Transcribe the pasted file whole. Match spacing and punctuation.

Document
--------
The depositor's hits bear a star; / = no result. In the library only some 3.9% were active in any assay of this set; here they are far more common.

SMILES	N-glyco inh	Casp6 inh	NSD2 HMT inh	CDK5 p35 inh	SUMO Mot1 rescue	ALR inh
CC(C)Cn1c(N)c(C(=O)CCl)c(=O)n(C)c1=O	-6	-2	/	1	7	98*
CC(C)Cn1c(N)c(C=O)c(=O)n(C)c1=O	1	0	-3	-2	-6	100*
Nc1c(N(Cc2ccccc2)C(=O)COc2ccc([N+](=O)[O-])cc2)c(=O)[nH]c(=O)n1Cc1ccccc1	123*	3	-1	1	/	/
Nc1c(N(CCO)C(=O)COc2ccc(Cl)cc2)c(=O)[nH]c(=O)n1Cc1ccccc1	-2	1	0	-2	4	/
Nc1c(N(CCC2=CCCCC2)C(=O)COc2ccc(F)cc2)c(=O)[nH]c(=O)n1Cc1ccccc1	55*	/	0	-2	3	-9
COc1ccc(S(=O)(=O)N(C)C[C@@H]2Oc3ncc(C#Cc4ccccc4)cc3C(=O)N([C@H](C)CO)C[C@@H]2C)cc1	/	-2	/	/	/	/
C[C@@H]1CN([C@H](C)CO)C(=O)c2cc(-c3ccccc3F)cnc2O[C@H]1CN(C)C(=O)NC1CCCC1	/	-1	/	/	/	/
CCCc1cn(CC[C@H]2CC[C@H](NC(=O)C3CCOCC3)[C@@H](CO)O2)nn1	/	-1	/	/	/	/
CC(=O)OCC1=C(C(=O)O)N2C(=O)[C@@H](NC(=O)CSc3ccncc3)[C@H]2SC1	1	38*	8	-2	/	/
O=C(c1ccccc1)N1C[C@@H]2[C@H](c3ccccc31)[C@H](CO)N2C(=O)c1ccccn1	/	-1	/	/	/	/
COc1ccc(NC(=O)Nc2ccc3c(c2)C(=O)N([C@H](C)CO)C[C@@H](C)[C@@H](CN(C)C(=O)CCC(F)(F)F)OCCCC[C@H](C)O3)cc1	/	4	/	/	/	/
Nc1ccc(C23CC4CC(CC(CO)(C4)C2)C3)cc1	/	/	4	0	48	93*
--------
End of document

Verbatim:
The depositor's hits bear a star; / = no result. In the library only some 3.9% were active in any assay of this set; here they are far more common.

SMILES	N-glyco inh	Casp6 inh	NSD2 HMT inh	CDK5 p35 inh	SUMO Mot1 rescue	ALR inh
CC(C)Cn1c(N)c(C(=O)CCl)c(=O)n(C)c1=O	-6	-2	/	1	7	98*
CC(C)Cn1c(N)c(C=O)c(=O)n(C)c1=O	1	0	-3	-2	-6	100*
Nc1c(N(Cc2ccccc2)C(=O)COc2ccc([N+](=O)[O-])cc2)c(=O)[nH]c(=O)n1Cc1ccccc1	123*	3	-1	1	/	/
Nc1c(N(CCO)C(=O)COc2ccc(Cl)cc2)c(=O)[nH]c(=O)n1Cc1ccccc1	-2	1	0	-2	4	/
Nc1c(N(CCC2=CCCCC2)C(=O)COc2ccc(F)cc2)c(=O)[nH]c(=O)n1Cc1ccccc1	55*	/	0	-2	3	-9
COc1ccc(S(=O)(=O)N(C)C[C@@H]2Oc3ncc(C#Cc4ccccc4)cc3C(=O)N([C@H](C)CO)C[C@@H]2C)cc1	/	-2	/	/	/	/
C[C@@H]1CN([C@H](C)CO)C(=O)c2cc(-c3ccccc3F)cnc2O[C@H]1CN(C)C(=O)NC1CCCC1	/	-1	/	/	/	/
CCCc1cn(CC[C@H]2CC[C@H](NC(=O)C3CCOCC3)[C@@H](CO)O2)nn1	/	-1	/	/	/	/
CC(=O)OCC1=C(C(=O)O)N2C(=O)[C@@H](NC(=O)CSc3ccncc3)[C@H]2SC1	1	38*	8	-2	/	/
O=C(c1ccccc1)N1C[C@@H]2[C@H](c3ccccc31)[C@H](CO)N2C(=O)c1ccccn1	/	-1	/	/	/	/
COc1ccc(NC(=O)Nc2ccc3c(c2)C(=O)N([C@H](C)CO)C[C@@H](C)[C@@H](CN(C)C(=O)CCC(F)(F)F)OCCCC[C@H](C)O3)cc1	/	4	/	/	/	/
Nc1ccc(C23CC4CC(CC(CO)(C4)C2)C3)cc1	/	/	4	0	48	93*